56 minutes | Aug 11th 2020

Storing your data in DNA, with James Banal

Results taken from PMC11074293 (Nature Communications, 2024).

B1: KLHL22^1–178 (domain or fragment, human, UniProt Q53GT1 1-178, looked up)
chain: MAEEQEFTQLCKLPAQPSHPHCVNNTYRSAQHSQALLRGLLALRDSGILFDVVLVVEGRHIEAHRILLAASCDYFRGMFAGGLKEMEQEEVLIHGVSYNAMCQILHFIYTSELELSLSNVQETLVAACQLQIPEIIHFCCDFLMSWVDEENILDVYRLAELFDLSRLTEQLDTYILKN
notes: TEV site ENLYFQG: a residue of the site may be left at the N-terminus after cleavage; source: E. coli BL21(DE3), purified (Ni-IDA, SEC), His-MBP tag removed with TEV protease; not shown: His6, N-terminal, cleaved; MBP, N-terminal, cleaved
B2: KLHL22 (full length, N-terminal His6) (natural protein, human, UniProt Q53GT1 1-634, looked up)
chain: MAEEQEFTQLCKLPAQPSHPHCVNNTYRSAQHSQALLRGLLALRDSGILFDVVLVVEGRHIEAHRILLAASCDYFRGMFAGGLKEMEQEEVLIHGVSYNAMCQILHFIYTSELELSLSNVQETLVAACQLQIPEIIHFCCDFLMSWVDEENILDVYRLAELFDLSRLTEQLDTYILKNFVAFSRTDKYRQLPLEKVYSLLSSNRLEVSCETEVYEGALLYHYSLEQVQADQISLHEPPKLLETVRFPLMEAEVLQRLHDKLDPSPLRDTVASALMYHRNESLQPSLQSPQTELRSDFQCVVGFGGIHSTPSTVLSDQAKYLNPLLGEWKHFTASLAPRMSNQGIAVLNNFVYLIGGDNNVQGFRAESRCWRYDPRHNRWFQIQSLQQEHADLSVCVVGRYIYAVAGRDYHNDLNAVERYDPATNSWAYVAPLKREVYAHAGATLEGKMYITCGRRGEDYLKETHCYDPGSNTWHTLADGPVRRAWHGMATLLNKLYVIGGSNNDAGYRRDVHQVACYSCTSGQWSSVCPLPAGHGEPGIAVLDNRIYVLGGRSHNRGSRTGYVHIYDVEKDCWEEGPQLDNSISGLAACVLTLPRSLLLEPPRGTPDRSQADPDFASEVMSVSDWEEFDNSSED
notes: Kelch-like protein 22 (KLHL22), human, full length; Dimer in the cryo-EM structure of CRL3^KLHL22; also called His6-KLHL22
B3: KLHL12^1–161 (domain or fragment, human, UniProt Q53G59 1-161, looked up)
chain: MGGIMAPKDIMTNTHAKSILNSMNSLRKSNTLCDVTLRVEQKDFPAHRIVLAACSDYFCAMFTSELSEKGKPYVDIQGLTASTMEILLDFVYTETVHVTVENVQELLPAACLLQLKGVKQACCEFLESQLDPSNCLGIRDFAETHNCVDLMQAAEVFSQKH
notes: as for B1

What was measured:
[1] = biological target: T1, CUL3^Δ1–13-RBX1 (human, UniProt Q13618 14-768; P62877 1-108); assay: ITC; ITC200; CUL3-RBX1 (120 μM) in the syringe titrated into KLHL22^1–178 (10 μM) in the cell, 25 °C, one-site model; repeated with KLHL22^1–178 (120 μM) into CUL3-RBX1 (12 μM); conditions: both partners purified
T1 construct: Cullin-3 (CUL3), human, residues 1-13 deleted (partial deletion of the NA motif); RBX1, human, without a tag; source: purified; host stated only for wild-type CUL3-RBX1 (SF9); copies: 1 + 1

The building blocks of life, deoxyribonucleic acid (DNA), can be used for computational advantage, posits Dr. James Banal, postdoctoral research associate at the Massachusetts Institute of Technology (MIT), Department of Biological Engineering, in the Bathe Lab. “I work on the wackiest things in computing and storage right now, which is quantum computing and DNA data storage,” says James.From ultra-dense, ultra-long storage of digital data (think: storing exabytes for fifty years) to building a 'frozen zoo' or 'species time capsule' to preserve living components of our planet in case of catastrophe, DNA storage and computing leverages the life within all of us to improve not only our lives, but those who will inherit our future Earth.Show NotesEpisode Page (including Transcript): https://toughtechtoday.com/computing-with-the-building-blocks-of-life-with-james-banal/James Banal on LinkedIn: https://www.linkedin.com/in/james-banal/Topic Timecodes02:16 Entering Mark Bathe’s Lab03:50 Compressing a datacenter into a sugar cube06:15 Writing DNA data08:17 Archiving data for decades09:49 How data is stored and accessed with DNA14:22 An advantage: High replication15:28 Working on ‘super hard’ problems16:30 Commercializing DNA storage18:06 Evolving a PhD research statement19:51 Ten-Year-Old James: “You’re crazy!”20:45 Counting cells for Mom and Dad23:26 On failure, quitting, and the low points 27:22 Abraham Lincoln and being skeptical of a positive signal31:08 Applying machine learning to DNA datasets33:35 Who may buy this34:45 ‘Datageddon’ and the post-silicon world39:44 Storing the world’s annual data in a cubic meter42:17 When will we see DNA computing deployed?45:25 Taking a snapshot of all species in the world46:33 ELI5: Never have to delete anything again49:12 The ‘Frozen Zoo’, ‘Frozen Ark’, and Australian wildfires53:59 Final points
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